In some Puget Sound streams up to 100 percent
of coho salmon die before they spawn and a new study has identified the cause –
contaminants from cars and trucks on high-use roads – a nonpoint source of
pollution that flow as stormwater from impervious surfaces into streams.
The contaminants are so deadly that the coho
can die within 24 hours after exposure.
“Affected adult males and gravid females
become disoriented and show surface swimming, gaping, a loss of equilibrium,
and finally death on a timescale of a few hours,” the study says.
Loss rates in streams most impacted by toxic
road runoff are typically 60 to 90 percent of an entire fall run in a given
urban stream, the study says. “Initial modeling has shown that wild Puget Sound
coho, presently a species of concern under the U.S. Endangered Species Act,
cannot maintain population abundances at such high mortality rates.”
With the help of the U.S. Fish and Wildlife
Service, NOAA Fisheries’ Northwest Fisheries Science Center and Native American
Tribes in the area, the study looked at 51 distinct coho salmon spawning
reaches in various stages of urbanization in Puget Sound and found that up to
40 percent of those river basins that support coho salmon are in highly
urbanized areas and “are predicted to have adult mortality rates that
substantively increase the risk of local population extinction,” the report
“The study concluded that adult coho spawners
are likely affected by the urban runoff mortality syndrome throughout much of
their freshwater range in Puget Sound,” said Nathaniel Scholz, research zoologist,
and head of the Ecotoxicology Program at NOAA’s Science Center in Seattle.
“Moreover, the land use analysis suggests that motor vehicles are the likely
sources of (one or more) contaminants that are causing recurring spawner
die-offs. Our goal is to help identify where clean water strategies (e.g.,
green infrastructure) will be most beneficial, in terms of coho conservation.”
The study found that contaminants in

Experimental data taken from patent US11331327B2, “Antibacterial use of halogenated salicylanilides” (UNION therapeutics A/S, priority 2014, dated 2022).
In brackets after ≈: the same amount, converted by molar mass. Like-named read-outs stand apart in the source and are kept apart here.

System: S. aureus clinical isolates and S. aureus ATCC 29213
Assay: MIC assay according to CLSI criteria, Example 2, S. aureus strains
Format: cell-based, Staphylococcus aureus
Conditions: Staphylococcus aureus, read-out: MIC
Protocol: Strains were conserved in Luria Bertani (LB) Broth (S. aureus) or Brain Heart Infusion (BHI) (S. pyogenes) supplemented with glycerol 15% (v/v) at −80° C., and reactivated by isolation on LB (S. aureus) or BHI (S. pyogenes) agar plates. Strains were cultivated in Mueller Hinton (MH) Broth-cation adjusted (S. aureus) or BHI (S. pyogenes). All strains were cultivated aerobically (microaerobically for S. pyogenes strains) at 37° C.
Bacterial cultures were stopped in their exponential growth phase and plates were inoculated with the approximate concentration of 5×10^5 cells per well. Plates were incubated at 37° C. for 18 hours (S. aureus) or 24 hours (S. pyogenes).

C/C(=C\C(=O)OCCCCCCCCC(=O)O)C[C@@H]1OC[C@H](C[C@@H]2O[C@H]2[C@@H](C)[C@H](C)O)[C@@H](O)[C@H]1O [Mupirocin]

stormwater runoff from the regional transportation grid likely caused the coho
die-offs, the study says.
“Further, it will be difficult, if not
impossible, to reverse historical coho declines without addressing the toxic
pollution dimension of freshwater habitats,” the study concludes.
Among salmon, it seems that the toxic runoff
harms only coho, not chinook, pink or chum salmon in the same way and,
according to Scholz, scientists don’t know why. He said that in preliminary
studies that have exposed both adult coho salmon and adult chum salmon to
stormwater, only the coho are affected by the mortality syndrome.
Green stormwater infrastructure changes will
likely be the saving grace for coho in urban areas. That includes
bio-infiltration where contaminants filter through soil removing contaminants
sufficiently so that the salmon will not die from runoff, the study says.
“Roads to ruin: conservation threats to a
sentinel species across an urban gradient,” was published online October 18 in
Ecological Applications, Journal of the Ecological Society of America, http://onlinelibrary.wiley.com/doi/10.1002/eap.1615/abstract.
In addition to Scholz, co-authors are Blake
Feist, landscape ecologist with the Nearshore Ecology Team in the Ecosystem
Science Program with the Conservation Biology Division at the NOAA Science
Center; Eric Buhle with Quantitative Consultants; David Baldwin and Julann
Spromberg, Environmental and Fisheries Science Division, NOAA Science Center;
and Steven Damm and Jay Davis in the Washington Fish and Wildlife Office of the
U.S. Fish and Wildlife Service.
The authors developed predictive maps that
identify areas where toxic runoff in Puget Sound is impacting coho the most,
but also areas where urbanization is in an earlier stage. Even those coho
populations, Feist warns, will eventually feel more urbanization pressure and
that doesn’t bode well for the fish. The maps also identify the current rates
of mortality of the fish.
“I’d like to add that the predictive maps
suggest that currently healthy coho populations in less developed areas will
almost certainly experience increased mortality in the future as urbanization
envelopes the basin where these populations reside,” Feist said. “The good news
is that the maps can be used to identify hotspots where future development
needs to integrate green infrastructure.”
Die offs of coho occur elsewhere to some
degree and is a problem across the nation, Scholz said.
“We have received anecdotal reports of coho
die-offs in urban watersheds from Northern California to British Columbia, and
we believe - based on the data we have – that coho spawners in most or all west
coast (urban or urbanizing) spawning habitats are vulnerable to the stormwater
mortality syndrome. Additional research to test this assumption is planned.”
That includes areas in the Columbia River
basin, such as the Portland/Vancouver urban area lower in the Columbia River
and the Tri-City urban area in eastern Washington.
Feist said that the geospatial data used in
the analyses are available nationally, which would enable scientists to run an
analysis anywhere in the United States.
“It’s always exciting and satisfying to do
research that has such clear applications to environmental problems, so I’m
optimistic that the results from this research will be used to improve the
livability of urban systems in the Pacific Northwest and elsewhere,” Feist